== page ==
The immigration clock is ticking, but to mix metaphors, it is unclear for whom the bell tolls. Some panicked Republicans are certain that electoral demographic death awaits the party if it doesn't quickly pass something close to or resembling the vast immigration bill passed by the Senate. Liberal pundits agree: "For Republicans, it's now or never on immigration reform."
That is patently false. There exist a number of timing options for real immigration reform, though none of them are particularly favorable for the passage of a Senate-like immigration bill.
The closest possible time to set an alarm on the immigration clock for a GOP bill is after the time for filing primary challenges has passed. This is the view of National Republican Congressional Committee chairman Rep. Greg Walden who, according to a Politico article, "predicted at a House retreat late last month that a reform package wouldn't come up until at least after the primary season passed."
His optimistic take: "It's probably months out, I don't know. But the point would be most of the primaries would've faded by then, anyway. By the time you get to June, most of them are behind you." As the article puts it, "Where Republicans looking for passage see a bright light is after filing deadlines pass and challengers can no longer jump in."
This post-primary-season-equals-good-immigration-bill-timing assumption is based on the premise that there is a hidden reservoir of support by House Republicans for some kind of immigration reform, and perhaps there is. However, first the Republicans will have to find common ground among themselves. And if it is found, it is very unlikely to square with the Senate's current view of what ought to be done.
House Budget Chairman Rep. Paul D. Ryan (R-Wisc.), who supports trying to get House Republicans to pass immigration reform, was quoted recently as saying, "We don't have the votes right now [to pass a rewrite of immigration reform]. Right now, we're working hard to find where that consensus lies."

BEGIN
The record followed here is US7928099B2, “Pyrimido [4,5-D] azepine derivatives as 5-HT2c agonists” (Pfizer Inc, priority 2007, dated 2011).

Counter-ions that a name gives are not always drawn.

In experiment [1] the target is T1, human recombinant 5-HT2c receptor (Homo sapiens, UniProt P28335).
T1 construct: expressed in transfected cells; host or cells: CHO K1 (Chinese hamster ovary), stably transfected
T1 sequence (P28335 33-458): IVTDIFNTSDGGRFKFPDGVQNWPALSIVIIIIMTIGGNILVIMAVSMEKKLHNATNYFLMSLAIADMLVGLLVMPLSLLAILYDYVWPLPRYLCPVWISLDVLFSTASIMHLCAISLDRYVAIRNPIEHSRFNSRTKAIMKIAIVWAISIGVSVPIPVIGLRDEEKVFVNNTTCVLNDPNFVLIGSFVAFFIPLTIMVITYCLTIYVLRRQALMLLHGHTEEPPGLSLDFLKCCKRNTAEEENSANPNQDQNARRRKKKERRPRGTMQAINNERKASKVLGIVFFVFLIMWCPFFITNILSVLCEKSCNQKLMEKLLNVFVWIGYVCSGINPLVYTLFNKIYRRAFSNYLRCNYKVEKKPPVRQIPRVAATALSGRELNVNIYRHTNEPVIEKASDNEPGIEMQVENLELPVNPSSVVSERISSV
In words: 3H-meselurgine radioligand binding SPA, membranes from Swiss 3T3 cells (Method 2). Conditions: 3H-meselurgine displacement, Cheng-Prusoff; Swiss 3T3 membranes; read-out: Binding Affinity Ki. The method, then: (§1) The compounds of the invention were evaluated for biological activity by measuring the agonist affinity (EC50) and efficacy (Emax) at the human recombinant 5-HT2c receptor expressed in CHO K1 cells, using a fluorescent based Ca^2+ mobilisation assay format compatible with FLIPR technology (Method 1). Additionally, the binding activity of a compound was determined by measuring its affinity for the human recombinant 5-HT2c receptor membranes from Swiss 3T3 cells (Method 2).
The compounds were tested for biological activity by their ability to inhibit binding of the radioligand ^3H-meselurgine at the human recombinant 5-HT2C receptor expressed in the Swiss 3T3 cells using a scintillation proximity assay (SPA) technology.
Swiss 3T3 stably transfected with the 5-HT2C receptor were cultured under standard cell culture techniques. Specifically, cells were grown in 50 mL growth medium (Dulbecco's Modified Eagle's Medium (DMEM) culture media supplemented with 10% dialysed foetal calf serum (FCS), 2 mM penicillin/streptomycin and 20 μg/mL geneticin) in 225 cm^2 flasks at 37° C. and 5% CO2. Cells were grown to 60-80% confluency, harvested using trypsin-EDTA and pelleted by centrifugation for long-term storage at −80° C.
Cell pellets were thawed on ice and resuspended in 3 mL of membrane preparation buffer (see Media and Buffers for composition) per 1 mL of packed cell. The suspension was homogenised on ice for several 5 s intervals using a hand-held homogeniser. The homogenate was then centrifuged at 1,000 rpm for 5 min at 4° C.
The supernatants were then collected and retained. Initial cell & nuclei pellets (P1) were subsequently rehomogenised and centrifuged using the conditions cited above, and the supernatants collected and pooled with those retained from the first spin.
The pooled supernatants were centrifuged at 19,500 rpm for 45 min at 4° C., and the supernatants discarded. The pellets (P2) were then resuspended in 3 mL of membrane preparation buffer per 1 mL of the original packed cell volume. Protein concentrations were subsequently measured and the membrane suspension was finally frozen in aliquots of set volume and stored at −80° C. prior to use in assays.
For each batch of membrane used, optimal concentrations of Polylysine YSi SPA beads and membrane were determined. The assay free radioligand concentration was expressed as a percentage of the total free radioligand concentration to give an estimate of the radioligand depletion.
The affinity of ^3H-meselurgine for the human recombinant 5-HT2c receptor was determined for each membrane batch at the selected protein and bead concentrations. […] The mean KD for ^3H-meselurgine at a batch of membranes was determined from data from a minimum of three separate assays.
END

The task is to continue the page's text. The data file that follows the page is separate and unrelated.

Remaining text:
Perhaps it is possible to arrive at a consensus by the end of primary season this summer. But even if that were the case it would be absolutely foolhardy for the GOP to engage in the kind of debate that will accompany any Republican immigration bill with Democrats refereeing from the sidelines. And all of this is taking place in the few months left before the 2014 congressional elections that are looking very promising for Republicans. What political party in its right mind would give its opponents the gift of a large rhetorical distraction and political club right before they are poised to make major electoral gains, in the Senate as well as in the House?
Short answer: None would or should, not even Republicans.
This brings us to the next layer of conventional wisdom, this time delivered by ABC's Jeff Zelany: "Yet Boehner, as much as anyone else, is the leader of the Republican Party. He knows it's essential to revive the immigration debate. So expect him to try again, perhaps as early as this summer after primary challenges are over, or after the midterm elections."
Translation: The Republicans are on the ropes and Speaker Boehner knows it ("He knows it's essential to revive the immigration debate"), and therefore as soon as the pressure of the midterm elections is over, the House will bring up and pass immigration reform.
Not so fast.